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our changing lifestyles

Almost a quarter of Australians currently live in medium to high-density housing. Between 1991 and 2001 the number of separate houses in Australia increased by 18% while the number of higher density dwellings increased by 37%. During the same period there was a 43% increase in the number of lone person households. This trend is set to continue, so in future we can expect to have even more people living closer together and in smaller groups or alone.

Dog in car

Australia’s social, cultural, political and technological environment is changing, influencing where we live and the way we live.

Australian Bureau of Statistics trends and urban planning guidelines all point to a dramatic increase in the density of accommodation in Australian cities. This will bring new challenges for many of us as we learn to live in smaller spaces and compete to use public services and public open space.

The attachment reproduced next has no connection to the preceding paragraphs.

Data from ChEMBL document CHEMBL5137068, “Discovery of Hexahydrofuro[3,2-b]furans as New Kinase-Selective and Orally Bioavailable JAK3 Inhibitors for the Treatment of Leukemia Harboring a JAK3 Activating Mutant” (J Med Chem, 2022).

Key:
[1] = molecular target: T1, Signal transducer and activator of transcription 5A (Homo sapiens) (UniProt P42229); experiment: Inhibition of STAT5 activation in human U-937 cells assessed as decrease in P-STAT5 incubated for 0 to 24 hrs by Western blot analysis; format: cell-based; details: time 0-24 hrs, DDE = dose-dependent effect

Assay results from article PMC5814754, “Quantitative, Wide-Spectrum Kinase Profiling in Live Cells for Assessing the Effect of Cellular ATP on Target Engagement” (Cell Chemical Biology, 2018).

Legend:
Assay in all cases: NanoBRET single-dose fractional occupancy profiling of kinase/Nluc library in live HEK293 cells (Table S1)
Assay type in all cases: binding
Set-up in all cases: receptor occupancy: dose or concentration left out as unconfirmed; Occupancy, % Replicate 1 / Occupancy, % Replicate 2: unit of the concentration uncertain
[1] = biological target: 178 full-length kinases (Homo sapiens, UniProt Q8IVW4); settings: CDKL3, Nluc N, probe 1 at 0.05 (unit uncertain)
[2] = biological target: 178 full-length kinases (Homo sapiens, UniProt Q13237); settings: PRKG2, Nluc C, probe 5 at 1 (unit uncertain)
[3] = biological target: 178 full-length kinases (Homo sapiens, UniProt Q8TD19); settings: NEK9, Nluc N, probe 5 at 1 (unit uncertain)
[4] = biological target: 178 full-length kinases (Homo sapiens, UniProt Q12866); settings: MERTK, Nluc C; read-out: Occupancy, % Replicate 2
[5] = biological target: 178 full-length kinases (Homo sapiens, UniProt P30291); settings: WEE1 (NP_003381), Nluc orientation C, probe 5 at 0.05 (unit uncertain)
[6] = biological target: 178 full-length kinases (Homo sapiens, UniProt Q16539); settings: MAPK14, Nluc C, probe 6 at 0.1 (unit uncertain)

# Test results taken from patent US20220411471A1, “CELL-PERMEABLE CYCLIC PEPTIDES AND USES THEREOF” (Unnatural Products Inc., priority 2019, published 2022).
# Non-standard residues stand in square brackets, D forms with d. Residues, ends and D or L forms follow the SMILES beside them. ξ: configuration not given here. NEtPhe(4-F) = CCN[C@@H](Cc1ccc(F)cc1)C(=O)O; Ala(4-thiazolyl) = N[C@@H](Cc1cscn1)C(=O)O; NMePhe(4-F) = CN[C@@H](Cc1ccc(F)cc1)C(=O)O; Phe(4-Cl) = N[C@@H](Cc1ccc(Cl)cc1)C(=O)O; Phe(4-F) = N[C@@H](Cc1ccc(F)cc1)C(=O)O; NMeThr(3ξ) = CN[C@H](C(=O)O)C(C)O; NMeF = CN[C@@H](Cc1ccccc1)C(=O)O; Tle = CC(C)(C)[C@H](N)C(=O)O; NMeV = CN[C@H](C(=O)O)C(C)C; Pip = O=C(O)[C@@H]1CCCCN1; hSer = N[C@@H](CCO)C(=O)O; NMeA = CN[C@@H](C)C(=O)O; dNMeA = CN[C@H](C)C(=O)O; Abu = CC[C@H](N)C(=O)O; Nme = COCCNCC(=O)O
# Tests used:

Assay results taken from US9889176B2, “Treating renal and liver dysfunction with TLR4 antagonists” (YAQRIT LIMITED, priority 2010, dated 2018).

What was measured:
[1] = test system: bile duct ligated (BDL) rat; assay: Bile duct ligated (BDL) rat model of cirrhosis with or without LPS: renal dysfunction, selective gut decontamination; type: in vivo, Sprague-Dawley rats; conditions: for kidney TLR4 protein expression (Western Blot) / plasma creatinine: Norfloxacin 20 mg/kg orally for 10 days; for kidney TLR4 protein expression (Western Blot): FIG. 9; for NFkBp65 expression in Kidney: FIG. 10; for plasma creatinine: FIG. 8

Along with changes in dwelling densities, there will also be changes to household structure; there are going to be more single-person households and our population will have a higher proportion of senior citizens. At the same time, lifestyles are becoming more hectic and people are working longer hours.

With all these social and practical lifestyle pressures it can be harder for some people to see how they could make pet ownership work. It’s true that not everyone can or should own a dog or cat, but with 85% of Australians owning a pet at some time in their lives, pet ownership is clearly a significant community interest. Pets in the City will help people understand the benefits and responsibilities pet ownership brings, especially for those living in high-density environments.

In preparing this guide, PIAS wanted to find out how many people actually do keep pets in the city and unearth information on how they managed them, discover any difficulties they might have experienced and ultimately find out how they overcame those difficulties.

Focus groups were interviewed and an extensive on-line survey was completed by over 800 respondents – all were pet owners or non-pet owners who’d like to own a dog or cat, and all were living in medium to high-density housing.

The research results were fascinating and informative. Most importantly, we learned that keeping pets in the city is very popular, with pet owners reporting very high levels of satisfaction.